It’s a sign of success: having your own plane and being your own pilot. In fact, Houston ranks third in the nation for the number of corporate chief executives who have pilot licenses. Dallas ranks sixth. But as highlighted by a tragedy earlier this spring in West Texas, there may be an added risk. But is that bad for the company’s bottom line?
On a Wednesday afternoon this past June, a turboprop plane took off from Aspen Colorado.
Destination: Brenham Texas, northwest of Houston.
As the plane headed southeast, crossing over the Texas panhandle, it encountered a big line of thunderstorms. The on-line tracking service FlightAware shows the plane turned sharply to the south. It was sometime later that afternoon that a rancher would find the crumpled wreckage in an open field just west of Lubbock.
In 2012, some farming districts on the Lower Colorado River were cut off from water for irrigation for the first time. Reservoirs were too low to flood tens of thousands of rice fields. Some asked, “Why would anyone be farming rice in Texas in the first place?”
The answer is long, and it begins with the fact that parts of Texas haven’t always been dry. For farmers like Ronald Gertson, who remembers driving a tractor through rice fields as a child, recent years have been hard to bear.
“It’s just unbelievable that it’s been so bad that we have had three unprecedented years in a row, and I recognize some experts say we could have a couple of decades like this. I hope and pray that’s not the case,” says Gertson, a rice farmer, chair of numerous water-related committees and, in recent years, unofficial spokesman for the Texas Rice Belt. “If that is the case then yeah, this whole prairie is going to change.”
But it has already changed.
Do Hydrogen Cyanide Leaks Show Weakness of Current Regs?
The U.S. Environmental Protection Agency (EPA) will set up its microphones for an all day hearing Tuesday in Galena Park, a community on Houston’s east side in the heart of the enormous Houston Ship Channel refinery complex. It’s the second of two such hearings with the first held last month in a similar community in Los Angeles.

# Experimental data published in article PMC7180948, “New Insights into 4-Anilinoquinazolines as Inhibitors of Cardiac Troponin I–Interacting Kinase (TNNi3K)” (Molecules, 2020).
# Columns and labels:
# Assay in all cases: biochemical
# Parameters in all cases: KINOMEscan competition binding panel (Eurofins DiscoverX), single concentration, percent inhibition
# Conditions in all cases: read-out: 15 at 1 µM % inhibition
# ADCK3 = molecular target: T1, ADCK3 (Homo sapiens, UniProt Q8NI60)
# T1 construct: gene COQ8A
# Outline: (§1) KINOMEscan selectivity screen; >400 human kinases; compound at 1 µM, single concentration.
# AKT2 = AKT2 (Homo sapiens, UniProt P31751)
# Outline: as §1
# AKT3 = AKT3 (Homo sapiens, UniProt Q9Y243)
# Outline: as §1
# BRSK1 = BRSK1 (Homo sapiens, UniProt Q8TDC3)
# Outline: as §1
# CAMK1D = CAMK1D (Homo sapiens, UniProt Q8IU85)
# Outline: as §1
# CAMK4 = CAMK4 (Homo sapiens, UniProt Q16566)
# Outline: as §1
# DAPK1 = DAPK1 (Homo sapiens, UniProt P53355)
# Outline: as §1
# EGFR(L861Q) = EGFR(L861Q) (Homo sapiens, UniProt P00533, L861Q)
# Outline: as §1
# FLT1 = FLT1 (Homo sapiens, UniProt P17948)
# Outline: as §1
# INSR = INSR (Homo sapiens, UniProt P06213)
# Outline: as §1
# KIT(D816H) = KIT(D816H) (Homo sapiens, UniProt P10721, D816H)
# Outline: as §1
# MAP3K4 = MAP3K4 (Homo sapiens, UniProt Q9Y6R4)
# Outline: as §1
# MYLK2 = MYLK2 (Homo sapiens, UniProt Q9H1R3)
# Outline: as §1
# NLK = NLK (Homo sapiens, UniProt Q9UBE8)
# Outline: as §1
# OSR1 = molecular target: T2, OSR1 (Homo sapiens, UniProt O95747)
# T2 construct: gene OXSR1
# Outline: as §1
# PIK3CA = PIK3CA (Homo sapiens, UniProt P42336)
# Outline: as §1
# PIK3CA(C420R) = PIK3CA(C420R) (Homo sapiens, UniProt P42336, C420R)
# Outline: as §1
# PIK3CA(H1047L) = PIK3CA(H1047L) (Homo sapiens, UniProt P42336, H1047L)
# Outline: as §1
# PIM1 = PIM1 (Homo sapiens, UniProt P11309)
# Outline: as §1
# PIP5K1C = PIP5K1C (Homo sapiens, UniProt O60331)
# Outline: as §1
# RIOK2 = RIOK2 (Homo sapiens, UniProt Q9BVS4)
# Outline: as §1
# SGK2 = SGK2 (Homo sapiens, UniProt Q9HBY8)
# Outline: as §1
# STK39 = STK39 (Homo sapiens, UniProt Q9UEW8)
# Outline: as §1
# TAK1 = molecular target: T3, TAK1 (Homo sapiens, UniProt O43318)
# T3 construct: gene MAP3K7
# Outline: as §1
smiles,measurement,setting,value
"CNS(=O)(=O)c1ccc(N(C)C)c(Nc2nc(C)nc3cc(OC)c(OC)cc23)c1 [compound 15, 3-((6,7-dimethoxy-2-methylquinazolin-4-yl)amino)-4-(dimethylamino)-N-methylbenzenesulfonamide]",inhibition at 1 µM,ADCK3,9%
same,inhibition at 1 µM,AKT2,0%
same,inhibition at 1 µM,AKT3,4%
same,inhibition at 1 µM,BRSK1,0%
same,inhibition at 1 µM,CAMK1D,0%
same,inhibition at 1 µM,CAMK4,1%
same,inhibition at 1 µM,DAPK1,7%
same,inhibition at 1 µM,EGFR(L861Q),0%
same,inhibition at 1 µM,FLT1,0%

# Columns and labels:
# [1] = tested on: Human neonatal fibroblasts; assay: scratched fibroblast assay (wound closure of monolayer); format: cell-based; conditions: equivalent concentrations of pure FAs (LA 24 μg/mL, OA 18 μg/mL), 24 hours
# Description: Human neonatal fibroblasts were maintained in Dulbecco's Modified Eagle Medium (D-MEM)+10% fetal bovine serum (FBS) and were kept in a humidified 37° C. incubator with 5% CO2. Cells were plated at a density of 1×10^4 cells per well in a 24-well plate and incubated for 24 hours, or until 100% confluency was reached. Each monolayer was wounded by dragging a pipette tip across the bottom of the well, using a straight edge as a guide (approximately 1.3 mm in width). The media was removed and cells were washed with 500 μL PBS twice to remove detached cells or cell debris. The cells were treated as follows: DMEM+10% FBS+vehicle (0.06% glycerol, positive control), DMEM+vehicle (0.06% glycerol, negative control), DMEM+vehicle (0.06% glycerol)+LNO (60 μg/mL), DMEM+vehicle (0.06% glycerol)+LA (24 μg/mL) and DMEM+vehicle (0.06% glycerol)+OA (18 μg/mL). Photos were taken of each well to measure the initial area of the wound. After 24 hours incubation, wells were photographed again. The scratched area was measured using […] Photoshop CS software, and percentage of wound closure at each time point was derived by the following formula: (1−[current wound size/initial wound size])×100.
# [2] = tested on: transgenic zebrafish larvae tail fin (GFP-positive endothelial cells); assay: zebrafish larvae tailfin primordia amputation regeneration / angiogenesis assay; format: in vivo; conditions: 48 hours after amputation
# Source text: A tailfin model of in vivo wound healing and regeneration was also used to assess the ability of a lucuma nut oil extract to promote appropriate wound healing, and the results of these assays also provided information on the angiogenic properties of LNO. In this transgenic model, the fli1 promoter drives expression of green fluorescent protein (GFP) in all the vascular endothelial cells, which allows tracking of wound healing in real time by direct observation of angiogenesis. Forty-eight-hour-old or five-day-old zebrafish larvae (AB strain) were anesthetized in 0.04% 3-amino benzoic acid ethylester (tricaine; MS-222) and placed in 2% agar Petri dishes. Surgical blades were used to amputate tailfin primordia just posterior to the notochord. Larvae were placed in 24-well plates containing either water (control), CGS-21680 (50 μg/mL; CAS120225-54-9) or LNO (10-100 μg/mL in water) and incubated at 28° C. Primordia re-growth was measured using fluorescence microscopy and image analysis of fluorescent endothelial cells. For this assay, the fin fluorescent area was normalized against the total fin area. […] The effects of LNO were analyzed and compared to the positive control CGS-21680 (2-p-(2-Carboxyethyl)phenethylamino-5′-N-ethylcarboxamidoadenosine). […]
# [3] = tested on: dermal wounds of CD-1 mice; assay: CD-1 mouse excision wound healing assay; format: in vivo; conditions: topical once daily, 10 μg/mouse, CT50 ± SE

At issue: new EPA rules that would make oil refineries invest in better equipment to reduce pollution emissions from storage tanks and to improve the efficiency of flares that burn emissions during plant “upsets”. Refineries would also have to increase fence-line monitoring to track exactly what pollution is blowing into adjacent communities.
The drought has tested industries across Texas in the last few years — and it’s even had an impact on beer.
One of MillerCoors’ mega-breweries is in south Fort Worth, and last year it produced 9 million barrels of beer. Environmental and sustainability engineer Lairy Johnson says the plant cut its water use by 9 percent.
Highlights from the Interview with Lairy Johnson:
On how much water the Fort Worth plant uses a year:
- “In a year we use about 750 million gallons, but what we like to do is talk about how many barrels of water does it take to make a barrel of beer. In this past month we were about 3.18 barrels per barrel, 3.27 I think was our number last year for the average, and 3.21 is the year to date.” Continue Reading
In Texas, a government official has warned that groups opposed to fracking might be acting on behalf of Russia.
In Colorado, a TV ad portrays fracking opponents as goofy idiots who believe the moon may be made of cheese.
The attacks on drilling opponents may reflect how deeply concerned the industry has become over citizen-led efforts to curb fracking, the now widely-used drilling technique that’s dramatically increasing oil & gas production from shale rock formations.
In both states, there are new and serious proposals for referendums to allow voters to impose statewide restrictions on drilling or to allow local bans on fracking. The public referendums would by-pass state legislatures and state regulatory agencies where, especially in Texas, the oil and gas industry enjoys enormous clout and support.
Texas law also officially promotes oil & gas drilling. The state’s Natural Resources Code says the “mineral resources of this state should be fully and effectively exploited.” But the code also says local governments have the right to regulate drilling.